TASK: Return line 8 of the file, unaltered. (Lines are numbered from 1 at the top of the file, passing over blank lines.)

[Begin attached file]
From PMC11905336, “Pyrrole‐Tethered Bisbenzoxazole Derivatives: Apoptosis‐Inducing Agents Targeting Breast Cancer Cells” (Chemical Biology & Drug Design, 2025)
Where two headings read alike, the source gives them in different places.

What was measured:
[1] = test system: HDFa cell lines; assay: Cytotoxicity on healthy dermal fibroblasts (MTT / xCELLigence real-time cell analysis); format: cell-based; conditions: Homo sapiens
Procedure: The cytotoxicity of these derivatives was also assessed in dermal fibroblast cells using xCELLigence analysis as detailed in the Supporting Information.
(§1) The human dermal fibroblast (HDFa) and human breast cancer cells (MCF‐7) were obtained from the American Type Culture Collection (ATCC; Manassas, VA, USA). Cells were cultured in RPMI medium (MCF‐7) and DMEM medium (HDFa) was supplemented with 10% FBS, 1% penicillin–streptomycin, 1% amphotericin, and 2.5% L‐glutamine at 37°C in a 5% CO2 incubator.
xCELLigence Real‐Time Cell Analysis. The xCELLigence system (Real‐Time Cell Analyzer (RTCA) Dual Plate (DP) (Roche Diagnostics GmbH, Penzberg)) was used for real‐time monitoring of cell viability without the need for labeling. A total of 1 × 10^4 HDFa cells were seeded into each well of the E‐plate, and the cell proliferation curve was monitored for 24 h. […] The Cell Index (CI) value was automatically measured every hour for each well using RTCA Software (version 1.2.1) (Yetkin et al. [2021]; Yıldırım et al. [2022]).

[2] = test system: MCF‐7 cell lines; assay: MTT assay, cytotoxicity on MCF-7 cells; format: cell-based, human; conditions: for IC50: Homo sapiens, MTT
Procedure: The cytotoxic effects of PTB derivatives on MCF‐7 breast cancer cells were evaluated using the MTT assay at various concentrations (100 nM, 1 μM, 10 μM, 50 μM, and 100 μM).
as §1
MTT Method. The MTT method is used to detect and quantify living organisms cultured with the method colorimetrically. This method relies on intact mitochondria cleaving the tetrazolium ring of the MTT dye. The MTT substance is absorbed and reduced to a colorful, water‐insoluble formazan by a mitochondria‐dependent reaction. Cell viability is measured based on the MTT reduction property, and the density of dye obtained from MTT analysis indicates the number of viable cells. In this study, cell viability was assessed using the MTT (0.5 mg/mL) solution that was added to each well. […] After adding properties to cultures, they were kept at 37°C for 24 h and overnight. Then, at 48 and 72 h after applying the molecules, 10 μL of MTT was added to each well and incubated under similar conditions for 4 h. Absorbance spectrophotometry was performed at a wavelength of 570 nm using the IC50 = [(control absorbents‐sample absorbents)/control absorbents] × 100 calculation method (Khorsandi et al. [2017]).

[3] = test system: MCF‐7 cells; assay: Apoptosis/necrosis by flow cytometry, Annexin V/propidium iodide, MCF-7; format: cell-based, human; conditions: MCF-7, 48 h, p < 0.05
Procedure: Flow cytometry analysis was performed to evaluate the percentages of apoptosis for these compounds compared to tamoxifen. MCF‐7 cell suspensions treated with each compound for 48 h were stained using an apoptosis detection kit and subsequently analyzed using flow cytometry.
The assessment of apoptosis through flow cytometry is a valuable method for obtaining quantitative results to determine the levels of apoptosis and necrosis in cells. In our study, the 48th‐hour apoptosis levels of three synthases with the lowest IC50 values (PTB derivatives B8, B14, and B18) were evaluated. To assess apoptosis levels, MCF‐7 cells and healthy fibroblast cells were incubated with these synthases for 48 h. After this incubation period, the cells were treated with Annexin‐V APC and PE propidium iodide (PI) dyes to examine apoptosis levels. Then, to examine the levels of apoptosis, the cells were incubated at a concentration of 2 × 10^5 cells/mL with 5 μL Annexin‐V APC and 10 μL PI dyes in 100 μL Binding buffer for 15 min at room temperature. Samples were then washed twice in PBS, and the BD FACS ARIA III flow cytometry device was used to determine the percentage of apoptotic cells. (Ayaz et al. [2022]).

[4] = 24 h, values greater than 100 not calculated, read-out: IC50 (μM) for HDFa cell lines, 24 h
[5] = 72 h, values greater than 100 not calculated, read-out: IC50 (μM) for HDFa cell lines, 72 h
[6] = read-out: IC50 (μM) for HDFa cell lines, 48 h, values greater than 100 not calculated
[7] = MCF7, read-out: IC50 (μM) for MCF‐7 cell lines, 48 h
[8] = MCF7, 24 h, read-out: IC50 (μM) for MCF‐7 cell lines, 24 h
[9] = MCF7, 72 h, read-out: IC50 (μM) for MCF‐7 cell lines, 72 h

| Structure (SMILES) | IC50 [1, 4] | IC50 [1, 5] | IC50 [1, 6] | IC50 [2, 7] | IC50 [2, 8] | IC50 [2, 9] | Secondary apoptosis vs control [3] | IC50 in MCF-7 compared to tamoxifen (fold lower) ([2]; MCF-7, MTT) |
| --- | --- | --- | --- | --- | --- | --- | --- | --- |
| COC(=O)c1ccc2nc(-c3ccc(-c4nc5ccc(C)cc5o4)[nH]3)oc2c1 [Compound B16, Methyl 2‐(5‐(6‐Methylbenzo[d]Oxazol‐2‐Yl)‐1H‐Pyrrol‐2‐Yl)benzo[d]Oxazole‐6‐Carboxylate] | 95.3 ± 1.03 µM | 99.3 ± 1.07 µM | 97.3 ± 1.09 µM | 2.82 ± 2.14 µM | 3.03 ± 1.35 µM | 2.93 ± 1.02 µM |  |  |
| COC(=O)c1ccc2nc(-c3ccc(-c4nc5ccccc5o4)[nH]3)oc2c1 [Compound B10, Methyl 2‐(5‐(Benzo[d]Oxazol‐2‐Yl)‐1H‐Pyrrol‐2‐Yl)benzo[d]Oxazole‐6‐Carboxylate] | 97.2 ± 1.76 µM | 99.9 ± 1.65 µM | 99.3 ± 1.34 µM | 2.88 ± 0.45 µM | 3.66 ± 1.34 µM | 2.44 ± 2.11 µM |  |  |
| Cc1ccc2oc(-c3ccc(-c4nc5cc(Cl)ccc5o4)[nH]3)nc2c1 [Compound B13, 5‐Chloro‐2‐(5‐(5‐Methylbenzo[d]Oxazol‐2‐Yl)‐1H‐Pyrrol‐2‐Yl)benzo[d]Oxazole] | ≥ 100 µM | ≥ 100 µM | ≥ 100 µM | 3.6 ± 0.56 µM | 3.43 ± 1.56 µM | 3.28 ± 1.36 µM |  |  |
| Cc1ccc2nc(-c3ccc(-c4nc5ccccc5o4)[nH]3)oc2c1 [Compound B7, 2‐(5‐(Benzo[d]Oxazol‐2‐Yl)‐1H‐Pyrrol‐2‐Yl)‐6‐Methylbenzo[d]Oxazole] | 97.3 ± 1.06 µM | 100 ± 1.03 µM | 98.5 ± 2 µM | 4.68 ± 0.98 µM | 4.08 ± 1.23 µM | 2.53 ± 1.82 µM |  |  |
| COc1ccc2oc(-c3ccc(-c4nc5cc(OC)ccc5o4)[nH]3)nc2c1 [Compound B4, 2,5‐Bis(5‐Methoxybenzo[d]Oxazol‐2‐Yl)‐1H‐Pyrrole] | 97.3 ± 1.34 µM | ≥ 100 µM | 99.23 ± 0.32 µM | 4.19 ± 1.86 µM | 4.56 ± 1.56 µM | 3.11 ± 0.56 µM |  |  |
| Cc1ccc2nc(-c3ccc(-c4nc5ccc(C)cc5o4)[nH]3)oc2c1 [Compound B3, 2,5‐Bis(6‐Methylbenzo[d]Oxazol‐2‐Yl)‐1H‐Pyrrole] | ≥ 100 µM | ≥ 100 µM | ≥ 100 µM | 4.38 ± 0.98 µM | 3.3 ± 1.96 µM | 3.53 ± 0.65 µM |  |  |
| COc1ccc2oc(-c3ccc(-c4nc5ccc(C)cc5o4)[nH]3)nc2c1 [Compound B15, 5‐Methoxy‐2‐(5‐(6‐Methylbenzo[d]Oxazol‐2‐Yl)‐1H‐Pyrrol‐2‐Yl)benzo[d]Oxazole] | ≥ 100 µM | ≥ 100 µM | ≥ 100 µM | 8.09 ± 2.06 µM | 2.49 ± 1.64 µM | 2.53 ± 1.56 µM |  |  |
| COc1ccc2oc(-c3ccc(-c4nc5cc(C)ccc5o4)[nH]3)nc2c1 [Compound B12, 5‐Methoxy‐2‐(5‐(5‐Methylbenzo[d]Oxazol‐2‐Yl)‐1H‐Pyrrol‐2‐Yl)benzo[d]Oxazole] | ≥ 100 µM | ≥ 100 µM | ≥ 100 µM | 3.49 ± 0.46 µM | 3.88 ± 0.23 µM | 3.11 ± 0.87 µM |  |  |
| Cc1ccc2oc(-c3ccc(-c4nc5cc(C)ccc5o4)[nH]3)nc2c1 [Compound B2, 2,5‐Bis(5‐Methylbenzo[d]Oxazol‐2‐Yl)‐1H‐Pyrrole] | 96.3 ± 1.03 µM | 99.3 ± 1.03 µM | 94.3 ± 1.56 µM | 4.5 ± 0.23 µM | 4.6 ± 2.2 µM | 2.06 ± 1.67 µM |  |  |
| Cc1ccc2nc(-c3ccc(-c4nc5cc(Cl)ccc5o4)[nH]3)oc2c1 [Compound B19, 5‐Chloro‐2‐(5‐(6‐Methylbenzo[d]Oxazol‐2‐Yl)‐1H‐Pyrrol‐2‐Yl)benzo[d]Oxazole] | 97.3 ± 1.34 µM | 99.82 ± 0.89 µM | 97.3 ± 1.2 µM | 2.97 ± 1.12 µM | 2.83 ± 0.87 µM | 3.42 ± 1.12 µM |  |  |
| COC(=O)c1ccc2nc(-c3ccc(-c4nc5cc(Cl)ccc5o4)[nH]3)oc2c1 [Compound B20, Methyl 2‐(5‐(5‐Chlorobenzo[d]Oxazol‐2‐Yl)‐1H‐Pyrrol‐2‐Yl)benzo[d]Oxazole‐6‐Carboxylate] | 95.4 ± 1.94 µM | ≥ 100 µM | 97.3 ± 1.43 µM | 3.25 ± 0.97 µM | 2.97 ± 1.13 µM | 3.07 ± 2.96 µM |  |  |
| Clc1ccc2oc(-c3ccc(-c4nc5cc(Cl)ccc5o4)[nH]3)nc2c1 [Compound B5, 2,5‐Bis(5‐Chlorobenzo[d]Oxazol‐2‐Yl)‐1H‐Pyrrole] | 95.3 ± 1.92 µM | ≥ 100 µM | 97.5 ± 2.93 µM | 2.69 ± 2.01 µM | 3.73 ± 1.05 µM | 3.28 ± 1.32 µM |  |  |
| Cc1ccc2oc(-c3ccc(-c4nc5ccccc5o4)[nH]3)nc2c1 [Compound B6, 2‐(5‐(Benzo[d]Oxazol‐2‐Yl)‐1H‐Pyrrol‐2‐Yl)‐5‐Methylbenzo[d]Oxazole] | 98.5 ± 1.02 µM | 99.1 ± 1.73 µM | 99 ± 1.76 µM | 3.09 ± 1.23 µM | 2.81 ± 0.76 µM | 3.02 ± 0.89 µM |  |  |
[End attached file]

[2] = test system: MCF‐7 cell lines; assay: MTT assay, cytotoxicity on MCF-7 cells; format: cell-based, human; conditions: for IC50: Homo sapiens, MTT